Each year the Guardian newspaper runs a book prize event alongside (but in no way affiliated to) the prestigious Man Booker Prize. To ensure that readers can tell the difference, they label their effort the Not The Booker Prize. Clever, eh?
Now, much as I admire the worthy titles selected for the (slightly) better known award, I enjoy the wider participation of the alternative which is, after all, its raison d’être. It came into being because some regarded the Man Booker Prize as elitist.
The Not The Booker Prize is no fly by night award. It has rules, and you may read them here: Terms and conditions for the Not the Booker prize 2016 | Books | The Guardian
This year, at the initial nomination stage, I put forward ‘The Many’ by Wyl Menmuir. Check out my review if you are interested in my thoughts on this dark, intense and strikingly written book: Review: The Many
The longlist contains all books nominated so lives up to its name. This year it contained 147 titles, many of which I had read and would happily recommend. I was canvassed for support by several of the authors and publishers, thankfully after I had entered my permitted two votes. My selection was not biased by wishing to help out my on line friends.
I chose to vote for ‘The Many’ and also ‘Epiphany Jones’ by Michael Grothaus. You may read my thoughts on this raw, unflinching and brilliant work here: Review: Epiphany Jones
Neither of these books made it through to the shortlist, although in the interim ‘The Many’ was selected for the Man Booker Prize longlist. I wondered what would have happened if it had won both prizes; could a book be both a Booker and a Not The Booker winner?
In the event the Not The Booker Prize shortlist contained six books I had never heard of before. As a fan of the independent presses the list delighted me and I eagerly set about sourcing it. I read in reverse alphabetical order by author, as suggested by the event organiser, Sam Jordison. My thoughts on each may be found by clicking their titles below.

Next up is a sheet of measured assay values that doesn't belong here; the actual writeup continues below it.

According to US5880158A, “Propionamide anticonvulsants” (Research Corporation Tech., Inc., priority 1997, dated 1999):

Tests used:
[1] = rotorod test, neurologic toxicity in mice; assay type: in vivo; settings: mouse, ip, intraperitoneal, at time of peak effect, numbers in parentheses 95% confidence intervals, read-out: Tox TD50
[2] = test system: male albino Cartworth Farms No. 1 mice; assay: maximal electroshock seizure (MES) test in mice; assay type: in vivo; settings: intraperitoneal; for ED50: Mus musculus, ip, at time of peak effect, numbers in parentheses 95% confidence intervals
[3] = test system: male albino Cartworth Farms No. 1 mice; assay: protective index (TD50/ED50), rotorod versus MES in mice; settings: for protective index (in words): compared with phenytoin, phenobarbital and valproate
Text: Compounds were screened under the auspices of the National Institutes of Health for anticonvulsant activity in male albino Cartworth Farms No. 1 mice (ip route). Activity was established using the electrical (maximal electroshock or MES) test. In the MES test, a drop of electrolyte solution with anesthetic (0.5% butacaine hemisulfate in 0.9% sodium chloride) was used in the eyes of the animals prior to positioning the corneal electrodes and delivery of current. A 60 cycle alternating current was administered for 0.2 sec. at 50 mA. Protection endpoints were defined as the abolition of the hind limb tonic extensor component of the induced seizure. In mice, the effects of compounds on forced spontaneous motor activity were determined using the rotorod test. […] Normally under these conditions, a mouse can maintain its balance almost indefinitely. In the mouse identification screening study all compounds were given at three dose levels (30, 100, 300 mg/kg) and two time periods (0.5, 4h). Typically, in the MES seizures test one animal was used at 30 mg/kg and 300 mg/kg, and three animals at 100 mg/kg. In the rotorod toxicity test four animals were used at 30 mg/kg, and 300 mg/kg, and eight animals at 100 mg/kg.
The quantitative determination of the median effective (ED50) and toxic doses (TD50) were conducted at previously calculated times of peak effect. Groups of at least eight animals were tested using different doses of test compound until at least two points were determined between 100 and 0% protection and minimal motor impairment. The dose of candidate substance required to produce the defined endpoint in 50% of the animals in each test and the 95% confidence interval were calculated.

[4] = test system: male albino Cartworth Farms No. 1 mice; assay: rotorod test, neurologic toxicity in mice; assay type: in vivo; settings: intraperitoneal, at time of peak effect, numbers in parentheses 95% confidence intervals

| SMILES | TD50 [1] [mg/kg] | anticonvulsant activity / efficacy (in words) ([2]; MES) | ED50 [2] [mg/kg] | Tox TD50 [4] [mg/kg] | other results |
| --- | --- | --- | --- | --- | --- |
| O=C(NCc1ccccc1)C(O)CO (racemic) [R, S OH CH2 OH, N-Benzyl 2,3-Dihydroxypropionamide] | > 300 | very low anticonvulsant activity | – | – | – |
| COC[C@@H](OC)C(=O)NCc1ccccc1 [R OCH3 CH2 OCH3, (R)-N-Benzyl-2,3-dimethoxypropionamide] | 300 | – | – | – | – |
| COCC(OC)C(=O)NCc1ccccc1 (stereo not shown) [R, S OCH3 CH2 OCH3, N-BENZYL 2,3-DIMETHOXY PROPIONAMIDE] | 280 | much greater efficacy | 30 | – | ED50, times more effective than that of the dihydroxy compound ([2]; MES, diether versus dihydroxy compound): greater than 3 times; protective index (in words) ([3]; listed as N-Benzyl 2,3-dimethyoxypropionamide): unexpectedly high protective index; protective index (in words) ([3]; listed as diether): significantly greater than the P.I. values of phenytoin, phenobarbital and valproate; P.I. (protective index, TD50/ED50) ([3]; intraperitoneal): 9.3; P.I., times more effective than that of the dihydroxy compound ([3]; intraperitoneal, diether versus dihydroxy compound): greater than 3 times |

Chains of Sand by Jemma Wayne
The Less than Perfect Legend of Donna Creosote by Dan Micklethwaite
The Summer That Melted Everything by Tiffany McDaniel
What Will Remain by Dan Clements
The Combinations by Louis Armand
Walking the Lights by Deborah Andrews
I have been summarising my thoughts on the Guardian website, adding comments after Sam has posted his reviews each week. He and many of the other commentators have been highly critical. After the initial euphoria of selection I do wonder what the authors and their publishers have made of all that is being said about their work.
As you can read above, my reactions have been mixed. There is a lot of good writing and storytelling, but overall it surprises me that these six books garnered the most votes in such an open contest. As an example, ‘The Combinations’ provides an astonishing literary journey for the reader but its sheer size and labyrinthian narrative must surely be off-putting for some. Yet it had a clear lead into the shortlist. I suspect this reflects the preferences of engaged Guardian readers.
I have enjoyed discovering books that I would not otherwise have come across but these are not, in my opinion, the best six books of the year. The process has highlighted the differences in opinion as to what makes a good book. Is it the quality of the writing? the originality? the weaving of the story? the lasting impact on the reader? the entertainment provided? Reading the shortlist has been an interesting exercise, but not altogether a satisfying one.
The discussion continues on the Guardian website with the winner due to be announced, for both prizes, in mid October. If you read any of these books before the deadline, do please join the debate.
I am grateful to Equus Press for providing me with ‘The Combinations’, gratis, when I was unable to source a hard copy for myself.